Dreams Behind Every Project Boat

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You never know just what you find hauled out at the boatyard

You never know just what you find hauled out at the boatyard

Certain boatyards always seem to attract would-be voyagers with large ideas, small budgets and vessels of suspect provenance. I once kept a boat in one such yard in midcoast Maine, at the back of which was a handful of bizarre project boats. Most of these never came to anything and sat idle on their jackstands year after year. Occasionally their owners appeared, worked on them for a day or two, then disappeared again like vampires dissolved in daylight.

There was one man—I’ll call him Harold—who was different from the others. His boat was a crude slab-sided dory with an ungainly cabinhouse slapped on top. Harold had designed this vessel himself, pretty much making it up as he built it. It was constructed mostly of plywood and cheap pine two-by-fours. But what was different about Harold was that he actually worked on his boat. Not maniacally, but steadily, like a marathon runner with his eye on a distant finish line.

Harold’s ambition was very modest. Once he completed his boat he wanted to sail it down to Portland and live on it in a marina with his girlfriend. Once they saved up some money, he then hoped to cruise down the coast to Louisiana, where he’d been born and raised.

I often walked over to visit Harold and follow his progress. One big milestone, I remember, was when he poured his keel. He built the mold himself, gathered a huge collection of stray bits of lead—old fishing sinkers, diving weights and what-not—melted it all with a blowtorch, and thus fabricated some ballast. Soon afterward he stepped his mast, a spindly tree limb with the bark stripped off. I noticed it leaned to port and was supported by three skinny wires.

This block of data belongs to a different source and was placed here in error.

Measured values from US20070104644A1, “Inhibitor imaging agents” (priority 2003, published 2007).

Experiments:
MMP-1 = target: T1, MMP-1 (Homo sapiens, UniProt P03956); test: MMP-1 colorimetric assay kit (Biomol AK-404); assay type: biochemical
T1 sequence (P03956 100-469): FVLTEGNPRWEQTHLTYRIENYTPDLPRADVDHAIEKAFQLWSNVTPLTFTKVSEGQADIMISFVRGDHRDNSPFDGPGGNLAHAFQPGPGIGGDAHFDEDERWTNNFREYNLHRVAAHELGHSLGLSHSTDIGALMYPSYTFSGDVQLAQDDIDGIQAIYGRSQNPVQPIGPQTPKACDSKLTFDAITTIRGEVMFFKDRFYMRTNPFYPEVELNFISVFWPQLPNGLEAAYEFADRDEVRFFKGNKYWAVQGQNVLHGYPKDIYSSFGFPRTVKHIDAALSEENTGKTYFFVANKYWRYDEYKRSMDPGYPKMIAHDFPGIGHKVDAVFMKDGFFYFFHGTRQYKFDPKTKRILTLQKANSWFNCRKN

“What sort of rig will she have?” I asked, hoping to inject some reality into the proceedings.

“It’ll be a gaff rig,” explained Harold with some gravitas. “I think a low-stress, low-aspect sailplan will work best on a boat like this.”

In November I visited again and was amazed to find the boat was nearly finished. She was all painted, rudder in place next to an outboard engine on a stern bracket, stanchions and lifelines installed, her crooked rig poking skyward and her equally crooked keel pointing down. Down below, Harold and his girlfriend were hard at work finishing the crude interior.

“We’ll be up until midnight,” he conceded. “But tomorrow we’re off to Portland. I’ve reserved a berth for the winter.”

I lost sleep that night worrying over Harold’s fate. Though he proposed to sail his boat only some 60 miles, all within sight of land, I felt this must be, as the Coast Guard would put it, a manifestly unsafe voyage. I wondered if he shouldn’t be stopped, but I also admired him for following his dream so intently.

A few days later I returned to the yard and was relieved to see Harold’s boat in its familiar spot. “He never launched?” I asked Scott, the yard manager.

“Oh, he launched alright,” answered Scott and shook his head sadly.

It was not a pretty tale. According to Scott, the boat started leaking badly the moment it was clear of the Travelift. Then, as Harold tried to maneuver back to the lift, the thrust of the outboard wrenched its bracket off the transom. Finally, in the midst of all this, Harold’s truck, which he left parked at the top of the low hill leading down to the slipway, slipped out of gear and rolled down the hill into the water.

So Harold’s dream lay fallow for another winter. In the late spring, however, when I returned to the yard, I saw his boat was already gone. That summer I spied her from a distance in a marina berth in South Portland. By the time fall arrived she had disappeared.

I often wonder if Harold ever made it to Louisiana. I like to think he did, though I am sure he suffered many mishaps along the way. Of such stuff is adventure made. It is easy enough to make your dreams come true if you have resources and expertise, but the most beautiful dreamers are those who sail on a wing and a prayer.

SAIL’s Cruising Editor, Charles J. Doane, sails his Tanton 39 on the Maine coast and down in the West Indies whenever he gets the chance. He is the author of The Modern Cruising Sailboat, published by International Marine, and is a contributing blogger at SAILfeed.com

September 2016

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